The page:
The Countess of Wessex has said the prevalence of rape as a weapon in wars should be taught in schools, as she opens up on her conversations about sexual violence with her own children.
In an interview with BBC Radio 5’s Naga Munchetty, Sophie also discussed the ongoing prevalence of rape and sexual violence as weapons of war in global conflicts as well as the importance of raising awareness of the cause and supporting its survivors.
Sophie, the Countess of Wessex said: "I see no reason why not to teach it in schools, because it is a reality. Your natural understanding of what war is about … is guns and rockets, and people arguing about territory. It’s much more complicated than that.
"These days it’s not only about territory, it’s about minerals and all sorts of things and access — and I think it’s important to put war into context as to what really happens, without frightening people and making it too unpalatable.
"It would be important to actually cover that as an actual issue. How appropriate it would be, I don’t know, I’m not an educationalist, but I do think in terms of understanding there are multiple weapons that are used in war, and it’s not all about guns and bullets and there are other types of warfare are being used, have been used."
On the importance of talking about issues such as sexual abuse and rape – and having such conversations with her own children, she said: "I think the more conversations that take place, and the more confident girls and young women are to talk about these things and to call it out and to call out any kind of behaviour they’re not happy with, hopefully that might give them more confidence.
"The more people come forward, the more momentum it will hold.
"My children are different ages and different sexes, you have to measure how you talk about these things. My daughter, she’s 17, and she’s very aware of this kind of thing. Her school have a lot of debates about all sorts of things whether it be to do with feminism or ethnic equality.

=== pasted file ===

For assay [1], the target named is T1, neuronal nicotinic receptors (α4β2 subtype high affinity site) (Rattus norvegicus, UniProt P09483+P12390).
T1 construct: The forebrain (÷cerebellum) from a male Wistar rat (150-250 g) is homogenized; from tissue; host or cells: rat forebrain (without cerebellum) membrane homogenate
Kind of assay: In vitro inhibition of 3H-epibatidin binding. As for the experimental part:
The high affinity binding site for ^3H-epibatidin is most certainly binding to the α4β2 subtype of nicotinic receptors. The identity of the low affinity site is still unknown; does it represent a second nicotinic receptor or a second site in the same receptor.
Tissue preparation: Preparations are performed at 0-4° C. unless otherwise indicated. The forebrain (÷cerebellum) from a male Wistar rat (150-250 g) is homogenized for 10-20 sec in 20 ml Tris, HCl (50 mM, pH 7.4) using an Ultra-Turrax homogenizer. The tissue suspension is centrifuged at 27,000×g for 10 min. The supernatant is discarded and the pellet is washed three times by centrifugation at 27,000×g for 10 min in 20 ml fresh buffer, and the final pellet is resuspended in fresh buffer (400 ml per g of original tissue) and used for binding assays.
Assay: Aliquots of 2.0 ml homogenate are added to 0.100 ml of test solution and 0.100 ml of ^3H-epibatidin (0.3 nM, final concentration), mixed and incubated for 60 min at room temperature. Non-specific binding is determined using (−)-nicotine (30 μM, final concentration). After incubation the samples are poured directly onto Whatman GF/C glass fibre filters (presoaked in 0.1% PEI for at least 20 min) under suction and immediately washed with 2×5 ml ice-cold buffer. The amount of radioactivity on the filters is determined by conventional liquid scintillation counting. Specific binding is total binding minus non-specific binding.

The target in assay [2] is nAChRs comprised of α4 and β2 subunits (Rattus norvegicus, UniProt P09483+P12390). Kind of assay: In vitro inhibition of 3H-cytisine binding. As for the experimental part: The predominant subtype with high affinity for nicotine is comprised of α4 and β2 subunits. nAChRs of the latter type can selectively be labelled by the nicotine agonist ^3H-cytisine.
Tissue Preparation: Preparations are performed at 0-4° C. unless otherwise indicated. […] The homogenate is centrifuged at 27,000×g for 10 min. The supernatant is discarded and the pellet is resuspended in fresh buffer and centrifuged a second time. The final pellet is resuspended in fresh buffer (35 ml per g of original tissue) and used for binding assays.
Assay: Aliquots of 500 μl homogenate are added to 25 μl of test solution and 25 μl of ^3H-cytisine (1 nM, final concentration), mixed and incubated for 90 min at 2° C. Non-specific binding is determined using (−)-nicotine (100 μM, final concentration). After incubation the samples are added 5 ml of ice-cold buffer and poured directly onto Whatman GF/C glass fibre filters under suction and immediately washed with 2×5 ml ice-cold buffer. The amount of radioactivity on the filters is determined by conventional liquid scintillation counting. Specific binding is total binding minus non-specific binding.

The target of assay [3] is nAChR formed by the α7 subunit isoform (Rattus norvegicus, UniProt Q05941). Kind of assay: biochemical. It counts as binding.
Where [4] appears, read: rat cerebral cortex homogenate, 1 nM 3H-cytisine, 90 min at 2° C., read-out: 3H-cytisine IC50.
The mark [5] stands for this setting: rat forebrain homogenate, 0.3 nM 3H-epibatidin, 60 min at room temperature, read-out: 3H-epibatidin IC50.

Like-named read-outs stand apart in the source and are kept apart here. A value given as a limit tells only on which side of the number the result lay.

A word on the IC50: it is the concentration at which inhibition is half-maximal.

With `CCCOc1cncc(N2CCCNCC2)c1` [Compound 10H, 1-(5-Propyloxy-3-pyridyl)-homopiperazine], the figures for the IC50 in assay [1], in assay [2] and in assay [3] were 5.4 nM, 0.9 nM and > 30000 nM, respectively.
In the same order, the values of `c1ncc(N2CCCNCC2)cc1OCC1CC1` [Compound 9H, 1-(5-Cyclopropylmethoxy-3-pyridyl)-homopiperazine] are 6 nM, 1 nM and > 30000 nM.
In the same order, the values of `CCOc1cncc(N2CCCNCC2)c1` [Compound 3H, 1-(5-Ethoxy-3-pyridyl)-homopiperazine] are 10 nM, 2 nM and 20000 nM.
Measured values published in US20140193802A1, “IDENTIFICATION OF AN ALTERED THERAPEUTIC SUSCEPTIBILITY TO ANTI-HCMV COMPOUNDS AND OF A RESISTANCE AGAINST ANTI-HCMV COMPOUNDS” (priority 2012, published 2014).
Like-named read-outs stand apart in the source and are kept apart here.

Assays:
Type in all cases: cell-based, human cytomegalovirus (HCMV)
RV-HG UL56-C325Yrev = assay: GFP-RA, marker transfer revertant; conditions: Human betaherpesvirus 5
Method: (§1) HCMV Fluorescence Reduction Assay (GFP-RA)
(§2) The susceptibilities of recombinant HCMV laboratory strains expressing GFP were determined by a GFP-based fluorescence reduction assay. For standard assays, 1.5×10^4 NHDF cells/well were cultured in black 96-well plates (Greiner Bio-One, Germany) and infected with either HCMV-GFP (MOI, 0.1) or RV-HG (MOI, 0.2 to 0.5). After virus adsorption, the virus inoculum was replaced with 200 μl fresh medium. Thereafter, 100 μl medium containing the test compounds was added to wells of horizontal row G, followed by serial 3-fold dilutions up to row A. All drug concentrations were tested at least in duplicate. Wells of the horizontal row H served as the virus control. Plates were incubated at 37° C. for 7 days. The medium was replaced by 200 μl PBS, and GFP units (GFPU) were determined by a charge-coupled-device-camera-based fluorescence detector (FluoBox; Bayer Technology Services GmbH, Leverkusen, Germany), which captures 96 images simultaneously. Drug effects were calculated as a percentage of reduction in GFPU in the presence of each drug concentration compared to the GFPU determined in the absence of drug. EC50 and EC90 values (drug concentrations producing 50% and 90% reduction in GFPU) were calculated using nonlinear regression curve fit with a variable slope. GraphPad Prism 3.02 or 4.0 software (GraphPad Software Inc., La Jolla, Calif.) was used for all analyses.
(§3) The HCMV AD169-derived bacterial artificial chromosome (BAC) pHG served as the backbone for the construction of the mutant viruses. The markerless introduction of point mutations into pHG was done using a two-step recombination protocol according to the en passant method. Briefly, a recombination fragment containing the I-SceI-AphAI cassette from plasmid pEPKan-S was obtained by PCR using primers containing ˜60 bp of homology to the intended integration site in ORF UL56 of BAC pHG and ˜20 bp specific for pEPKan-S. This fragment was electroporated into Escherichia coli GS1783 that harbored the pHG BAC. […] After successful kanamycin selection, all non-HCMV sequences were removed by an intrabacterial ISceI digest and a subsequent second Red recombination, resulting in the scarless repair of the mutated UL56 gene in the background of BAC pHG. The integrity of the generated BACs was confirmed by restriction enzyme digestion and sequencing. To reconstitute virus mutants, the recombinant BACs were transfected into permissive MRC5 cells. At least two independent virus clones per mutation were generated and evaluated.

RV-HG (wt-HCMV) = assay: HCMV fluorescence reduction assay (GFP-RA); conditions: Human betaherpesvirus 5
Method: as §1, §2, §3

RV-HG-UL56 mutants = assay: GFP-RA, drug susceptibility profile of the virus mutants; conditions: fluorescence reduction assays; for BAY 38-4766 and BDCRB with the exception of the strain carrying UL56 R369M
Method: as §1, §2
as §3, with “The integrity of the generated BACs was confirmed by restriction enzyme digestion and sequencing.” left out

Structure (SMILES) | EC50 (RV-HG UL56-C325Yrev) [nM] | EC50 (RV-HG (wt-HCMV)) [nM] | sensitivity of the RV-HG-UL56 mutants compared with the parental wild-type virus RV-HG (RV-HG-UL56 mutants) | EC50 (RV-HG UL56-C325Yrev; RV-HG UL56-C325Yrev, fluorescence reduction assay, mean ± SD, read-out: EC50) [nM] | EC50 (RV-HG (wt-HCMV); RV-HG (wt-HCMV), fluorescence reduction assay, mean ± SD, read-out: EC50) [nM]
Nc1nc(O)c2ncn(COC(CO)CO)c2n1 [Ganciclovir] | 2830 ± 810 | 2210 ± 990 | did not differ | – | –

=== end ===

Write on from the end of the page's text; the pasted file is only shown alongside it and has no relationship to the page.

"They are constantly talking about these things. She’s quite aware of the work I do with women, peacebuilders, and also the conflict-related sexual violence pieces as well.
"We chat about it quite a lot and particularly, if I’ve been on a trip somewhere she wants to know where I’ve been and what I’ve been doing. She has a natural curiosity about it and it’s easier to have that conversation with her.
"With my son, he’s 13 going on 14. It’s slightly harder to have that conversation about my work. He’s at that age where he’s much more aware of girls around him and everything.
"But interestingly he’s quite conscious of this whole issue of inappropriate behaviour between girls and boys. He does seem quite aware of it, and I think that’s partly to do with schools and partly what they chat about on social media.
"I think it’s about having honest, open conversations as a family, but also hopefully in school settings as well.”
The 55-year-old also noted the difficulty of grieving in public following Philip’s death.
"It’s only when you do the normal things you would have done with them and you suddenly realise that they are not there, that you start to have an ‘Oh my goodness’ moment," the countess told the BBC.
Sophie has previously described the "shock" of Philip’s death on April 9, which prompted an outpouring of grief from across the UK and abroad.
"It’s such a shock but at the same time you know it’s going to happen but when it happens it’s just this massive, massive hole," she had said.
Earlier this month, the countess told The Telegraph Magazine the royals are "still a family no matter what happens" following tensions earlier this year in the aftermath of the Duke and Duchess of Sussex’s bombshell interview with Oprah Winfrey.
Sophie in January also admitted hearing the stories of sexual violence survivors had taken her to "some very dark places" during her work to raise awareness about their plight.
The countess publicly committed herself to supporting the UK’s work helping victims of rape, sexual violence and exploitation in war on International Women’s Day in 2019.
In an address at a virtual UN event for the Elimination of Sexual Violence in Conflict in June 2020, Sophie said sexual violence in the home or during conflicts is likely to have "risen substantially" during the pandemic.
She reaffirmed her commitment to champion the Women, Peace and Security agenda and the UK’s Preventing Sexual Violence in Conflict Initiative in her BBC interview, recorded at St James’s Palace earlier this week ahead of the International Day for the Elimination of Sexual Violence in Conflict on June 19.